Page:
You clearly haven't listened to anything anyone here has said then. Because, I say again, unidentified asexuals often DON'T know they don't want sex. They have to have relationships FIRST to learn that, then when they talk to sexual people about it they are told 'oh that's normal, you just haven't been with the right person yet' etc. Just because you don't like that doesn't stop it from being true.

 

Sometimes after much trial and error they will eventually come to the conclusion that nothing they do or try will make them be able to desire sex, so after many relationships (maybe they're even one right now) they finally come to the conclusion they're ace. As I did in the past. As @Serran did. @Ceebs. did. At that point, I think almost everyone agrees here that it's important to be open about your asexuality. Once you have DEFINITELY come to the conclusion you're ace and don't want sex, ever, no matter how long it took you to work that out (because believe me, it's not something you just learn overnight. Just as many gay people go YEARS thinking they're straight before finally realising they're gay. You know that happens).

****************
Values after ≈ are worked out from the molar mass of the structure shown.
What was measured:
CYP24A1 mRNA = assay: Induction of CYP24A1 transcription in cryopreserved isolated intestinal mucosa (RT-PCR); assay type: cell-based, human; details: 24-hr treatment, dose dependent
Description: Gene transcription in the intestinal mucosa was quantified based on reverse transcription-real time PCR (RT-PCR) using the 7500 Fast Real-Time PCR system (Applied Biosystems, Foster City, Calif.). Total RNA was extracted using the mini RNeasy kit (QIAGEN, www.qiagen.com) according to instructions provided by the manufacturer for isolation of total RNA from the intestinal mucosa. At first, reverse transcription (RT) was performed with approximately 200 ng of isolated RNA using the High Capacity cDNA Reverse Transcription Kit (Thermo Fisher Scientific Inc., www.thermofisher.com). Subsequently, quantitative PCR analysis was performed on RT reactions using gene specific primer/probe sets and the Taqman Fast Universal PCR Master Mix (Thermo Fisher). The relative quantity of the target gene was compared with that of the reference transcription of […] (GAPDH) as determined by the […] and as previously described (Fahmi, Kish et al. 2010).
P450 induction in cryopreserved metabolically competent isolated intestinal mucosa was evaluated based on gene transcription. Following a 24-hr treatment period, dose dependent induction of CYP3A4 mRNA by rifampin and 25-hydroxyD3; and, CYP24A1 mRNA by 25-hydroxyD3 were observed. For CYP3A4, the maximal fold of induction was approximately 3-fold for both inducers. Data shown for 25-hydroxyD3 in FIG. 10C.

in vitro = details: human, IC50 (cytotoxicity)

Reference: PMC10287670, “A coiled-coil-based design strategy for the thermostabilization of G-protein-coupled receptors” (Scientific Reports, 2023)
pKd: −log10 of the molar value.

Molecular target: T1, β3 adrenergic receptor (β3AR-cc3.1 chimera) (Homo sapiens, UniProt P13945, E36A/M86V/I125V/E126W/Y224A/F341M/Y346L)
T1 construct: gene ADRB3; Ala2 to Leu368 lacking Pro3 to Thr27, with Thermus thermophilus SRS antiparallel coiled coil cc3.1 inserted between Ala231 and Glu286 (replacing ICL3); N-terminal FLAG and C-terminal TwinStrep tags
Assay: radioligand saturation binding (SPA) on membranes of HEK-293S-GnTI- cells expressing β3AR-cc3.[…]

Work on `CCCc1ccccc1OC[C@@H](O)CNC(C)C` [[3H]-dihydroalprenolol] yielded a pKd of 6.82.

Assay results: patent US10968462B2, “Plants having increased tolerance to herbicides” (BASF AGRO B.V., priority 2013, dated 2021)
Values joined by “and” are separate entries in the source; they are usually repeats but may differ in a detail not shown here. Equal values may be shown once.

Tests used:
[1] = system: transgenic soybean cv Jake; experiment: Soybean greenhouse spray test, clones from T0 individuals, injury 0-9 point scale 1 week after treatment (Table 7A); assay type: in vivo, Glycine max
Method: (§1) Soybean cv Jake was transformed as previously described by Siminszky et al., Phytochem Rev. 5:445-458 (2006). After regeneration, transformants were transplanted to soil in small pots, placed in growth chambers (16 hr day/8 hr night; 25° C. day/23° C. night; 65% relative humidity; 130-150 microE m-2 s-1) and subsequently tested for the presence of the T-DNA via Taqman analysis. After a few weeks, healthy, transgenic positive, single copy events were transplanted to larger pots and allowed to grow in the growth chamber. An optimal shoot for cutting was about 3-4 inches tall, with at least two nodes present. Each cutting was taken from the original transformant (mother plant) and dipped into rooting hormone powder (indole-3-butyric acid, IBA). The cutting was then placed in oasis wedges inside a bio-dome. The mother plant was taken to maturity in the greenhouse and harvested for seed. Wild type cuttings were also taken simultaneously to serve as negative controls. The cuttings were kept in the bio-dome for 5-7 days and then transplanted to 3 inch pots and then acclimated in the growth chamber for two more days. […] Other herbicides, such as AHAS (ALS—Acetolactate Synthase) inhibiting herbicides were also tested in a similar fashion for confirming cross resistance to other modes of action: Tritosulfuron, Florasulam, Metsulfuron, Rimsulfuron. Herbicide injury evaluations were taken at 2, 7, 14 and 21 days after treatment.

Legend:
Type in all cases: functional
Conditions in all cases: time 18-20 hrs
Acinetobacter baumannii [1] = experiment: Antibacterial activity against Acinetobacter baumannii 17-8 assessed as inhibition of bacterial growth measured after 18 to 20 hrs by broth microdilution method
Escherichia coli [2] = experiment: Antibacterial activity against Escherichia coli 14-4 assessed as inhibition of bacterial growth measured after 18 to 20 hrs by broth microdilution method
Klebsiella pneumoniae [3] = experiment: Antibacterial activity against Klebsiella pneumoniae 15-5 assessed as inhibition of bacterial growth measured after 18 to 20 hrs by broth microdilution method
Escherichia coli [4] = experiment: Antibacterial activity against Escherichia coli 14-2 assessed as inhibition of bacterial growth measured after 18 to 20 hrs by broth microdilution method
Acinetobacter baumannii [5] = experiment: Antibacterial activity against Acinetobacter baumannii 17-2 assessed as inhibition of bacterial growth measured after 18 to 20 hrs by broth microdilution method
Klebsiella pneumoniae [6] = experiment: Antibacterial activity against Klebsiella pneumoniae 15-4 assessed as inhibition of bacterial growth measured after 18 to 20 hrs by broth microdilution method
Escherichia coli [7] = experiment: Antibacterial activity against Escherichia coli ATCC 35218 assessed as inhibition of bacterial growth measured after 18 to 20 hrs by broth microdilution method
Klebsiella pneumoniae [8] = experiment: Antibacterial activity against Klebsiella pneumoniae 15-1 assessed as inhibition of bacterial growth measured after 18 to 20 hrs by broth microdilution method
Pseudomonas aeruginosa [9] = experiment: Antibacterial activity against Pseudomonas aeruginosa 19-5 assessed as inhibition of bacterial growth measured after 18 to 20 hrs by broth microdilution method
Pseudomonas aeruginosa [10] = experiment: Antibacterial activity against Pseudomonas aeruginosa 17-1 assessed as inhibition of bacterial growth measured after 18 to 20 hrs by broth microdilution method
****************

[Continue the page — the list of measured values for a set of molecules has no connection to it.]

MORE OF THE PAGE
But you know what? Then someone came along who made us (after we'd definitely concluded we were ace) feel the right things and did things to us in the right way, and that made us actually want sex with them. No that doesn't happen in all cases, but it happens in some. So just because it seems absolutely final, it's not always final. Maybe you couldn't make your wife want sex, but maybe there's someone out there who will make her want it and I'm starting to wonder if that's threatening to you which is why you keep repeatedly brushing over this point. Just because someone seems to really, really not desire sex.. that doesn't actually mean they do turn out to be ace. They just hadn't been with the right partner yet.